California parents who pay child support cannot automatically claim those children as dependents on their federal income tax returns, and they are not allowed to deduct those payments. The dependent child exemption is based on custody and not on how much financial support is offered.
Custodial parents who want the parent paying child support to have the exemption can do so by signing a document making this declaration as well as IRS Form 8332. The other parent also has to sign the form and include it with their tax return. The parent who receives child support does not have to count that support as income and therefore does not have to pay taxes on it.
Parents who share custody cannot split the dependent child exemption. The solution for some parents is to claim the child in alternate years. In order to avoid misunderstandings, parents may want to write this into their parenting agreement.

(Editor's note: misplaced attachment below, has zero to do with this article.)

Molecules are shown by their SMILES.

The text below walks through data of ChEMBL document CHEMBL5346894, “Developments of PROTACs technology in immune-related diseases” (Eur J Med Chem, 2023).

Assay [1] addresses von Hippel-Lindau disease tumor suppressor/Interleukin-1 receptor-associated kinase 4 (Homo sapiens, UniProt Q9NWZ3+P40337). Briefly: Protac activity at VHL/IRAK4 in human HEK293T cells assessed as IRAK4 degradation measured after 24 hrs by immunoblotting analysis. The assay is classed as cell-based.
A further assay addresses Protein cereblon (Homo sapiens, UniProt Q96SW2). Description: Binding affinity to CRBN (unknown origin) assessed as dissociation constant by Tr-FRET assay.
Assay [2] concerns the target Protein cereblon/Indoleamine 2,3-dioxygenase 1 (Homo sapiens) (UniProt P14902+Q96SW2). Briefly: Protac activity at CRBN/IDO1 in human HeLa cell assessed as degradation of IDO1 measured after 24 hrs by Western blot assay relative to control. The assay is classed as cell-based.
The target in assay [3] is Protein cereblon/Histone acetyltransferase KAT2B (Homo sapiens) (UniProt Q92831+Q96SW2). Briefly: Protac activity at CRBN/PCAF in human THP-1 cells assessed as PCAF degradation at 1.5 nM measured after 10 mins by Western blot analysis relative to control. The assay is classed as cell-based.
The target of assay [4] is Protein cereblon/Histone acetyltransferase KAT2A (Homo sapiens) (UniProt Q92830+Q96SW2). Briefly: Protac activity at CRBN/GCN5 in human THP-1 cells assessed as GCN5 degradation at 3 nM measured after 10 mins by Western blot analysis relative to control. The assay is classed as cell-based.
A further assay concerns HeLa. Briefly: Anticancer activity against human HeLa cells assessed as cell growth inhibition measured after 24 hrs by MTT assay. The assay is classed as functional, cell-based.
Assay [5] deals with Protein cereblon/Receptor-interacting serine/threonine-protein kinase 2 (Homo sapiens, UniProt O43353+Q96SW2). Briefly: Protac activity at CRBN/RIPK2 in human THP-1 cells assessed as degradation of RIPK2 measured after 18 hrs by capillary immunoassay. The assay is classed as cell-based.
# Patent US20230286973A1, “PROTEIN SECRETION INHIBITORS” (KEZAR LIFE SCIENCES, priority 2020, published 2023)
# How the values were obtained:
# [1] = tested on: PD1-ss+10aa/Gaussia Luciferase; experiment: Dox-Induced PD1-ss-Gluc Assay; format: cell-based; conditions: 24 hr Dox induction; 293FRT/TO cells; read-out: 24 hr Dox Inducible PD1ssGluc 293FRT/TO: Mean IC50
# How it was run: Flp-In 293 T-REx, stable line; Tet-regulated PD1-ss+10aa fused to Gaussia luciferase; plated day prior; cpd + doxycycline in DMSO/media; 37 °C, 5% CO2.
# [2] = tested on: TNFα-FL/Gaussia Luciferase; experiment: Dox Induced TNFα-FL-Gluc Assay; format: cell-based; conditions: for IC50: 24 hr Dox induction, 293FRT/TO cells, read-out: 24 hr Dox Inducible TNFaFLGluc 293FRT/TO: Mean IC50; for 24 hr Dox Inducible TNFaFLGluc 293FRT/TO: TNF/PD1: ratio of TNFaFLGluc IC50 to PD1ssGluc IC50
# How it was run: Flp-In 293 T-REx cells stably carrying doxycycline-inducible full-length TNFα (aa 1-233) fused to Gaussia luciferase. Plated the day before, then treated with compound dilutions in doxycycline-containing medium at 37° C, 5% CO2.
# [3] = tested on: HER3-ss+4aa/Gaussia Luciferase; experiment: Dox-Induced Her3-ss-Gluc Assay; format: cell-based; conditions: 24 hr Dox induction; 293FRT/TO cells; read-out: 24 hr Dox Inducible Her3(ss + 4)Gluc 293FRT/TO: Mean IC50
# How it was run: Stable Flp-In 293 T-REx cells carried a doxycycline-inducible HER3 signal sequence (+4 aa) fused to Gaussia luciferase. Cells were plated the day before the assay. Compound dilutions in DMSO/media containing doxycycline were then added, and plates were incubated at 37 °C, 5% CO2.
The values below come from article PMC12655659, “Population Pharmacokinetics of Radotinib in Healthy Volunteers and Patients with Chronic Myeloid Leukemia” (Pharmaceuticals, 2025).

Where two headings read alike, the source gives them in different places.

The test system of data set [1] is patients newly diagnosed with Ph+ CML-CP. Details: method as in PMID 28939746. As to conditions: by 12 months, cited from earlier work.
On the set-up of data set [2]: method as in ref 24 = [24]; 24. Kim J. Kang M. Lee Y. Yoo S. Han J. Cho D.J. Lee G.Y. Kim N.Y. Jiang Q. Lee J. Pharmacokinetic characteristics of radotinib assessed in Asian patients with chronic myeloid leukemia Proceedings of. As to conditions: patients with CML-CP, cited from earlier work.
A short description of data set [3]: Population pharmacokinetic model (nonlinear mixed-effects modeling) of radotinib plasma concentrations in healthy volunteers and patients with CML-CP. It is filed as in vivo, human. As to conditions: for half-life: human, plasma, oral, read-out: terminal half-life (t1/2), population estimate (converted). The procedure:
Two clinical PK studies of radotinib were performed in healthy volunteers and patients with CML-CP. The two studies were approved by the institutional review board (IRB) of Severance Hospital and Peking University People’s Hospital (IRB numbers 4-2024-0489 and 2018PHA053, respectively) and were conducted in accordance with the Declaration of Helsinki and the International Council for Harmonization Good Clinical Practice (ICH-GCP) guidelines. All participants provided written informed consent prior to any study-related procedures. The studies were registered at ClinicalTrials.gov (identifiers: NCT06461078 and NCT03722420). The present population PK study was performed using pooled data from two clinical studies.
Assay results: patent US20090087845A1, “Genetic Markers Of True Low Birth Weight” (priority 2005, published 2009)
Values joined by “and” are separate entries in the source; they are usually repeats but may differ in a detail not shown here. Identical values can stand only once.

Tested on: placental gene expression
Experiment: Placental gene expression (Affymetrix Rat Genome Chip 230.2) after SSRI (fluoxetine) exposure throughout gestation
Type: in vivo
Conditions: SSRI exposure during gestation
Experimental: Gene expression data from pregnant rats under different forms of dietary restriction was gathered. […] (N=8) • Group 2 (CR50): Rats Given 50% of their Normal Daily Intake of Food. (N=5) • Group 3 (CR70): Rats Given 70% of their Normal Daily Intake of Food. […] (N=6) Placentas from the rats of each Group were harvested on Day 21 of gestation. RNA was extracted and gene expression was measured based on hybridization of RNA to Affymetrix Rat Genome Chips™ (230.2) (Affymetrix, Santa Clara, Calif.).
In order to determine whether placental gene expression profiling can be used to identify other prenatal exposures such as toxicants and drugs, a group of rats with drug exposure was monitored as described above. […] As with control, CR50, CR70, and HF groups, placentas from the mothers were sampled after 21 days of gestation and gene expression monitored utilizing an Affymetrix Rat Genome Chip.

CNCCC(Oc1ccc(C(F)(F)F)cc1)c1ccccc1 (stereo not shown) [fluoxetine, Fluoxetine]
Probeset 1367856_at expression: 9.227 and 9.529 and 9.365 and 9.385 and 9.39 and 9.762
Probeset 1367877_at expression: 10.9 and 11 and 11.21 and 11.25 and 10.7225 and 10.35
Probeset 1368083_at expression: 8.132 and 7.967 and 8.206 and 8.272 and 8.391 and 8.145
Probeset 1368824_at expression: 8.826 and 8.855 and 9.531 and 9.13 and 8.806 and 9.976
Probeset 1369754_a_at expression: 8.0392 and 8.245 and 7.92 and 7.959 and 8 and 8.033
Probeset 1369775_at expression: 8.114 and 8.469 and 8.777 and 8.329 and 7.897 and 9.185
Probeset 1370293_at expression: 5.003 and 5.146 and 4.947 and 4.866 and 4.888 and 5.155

While child support in California is determined using a formula, it is important that parents include accurate information as well as expenses such as health insurance and day care costs so that support is calculated correctly. Some child support goes unpaid each year, and parents who are struggling to pay child support due to a change in material circumstances can go to court to request that the amount be lowered. Parents who are not receiving their child support can also seek legal help. Parents may find that if they can agree about child custody and visitation without resorting to litigation, they are happier with the outcome and better able to work together as parents afterward. However, in some cases, both parents may want primary custody. An attorney may be helpful in putting together a strategy that will demonstrate the best interests of the child to the court.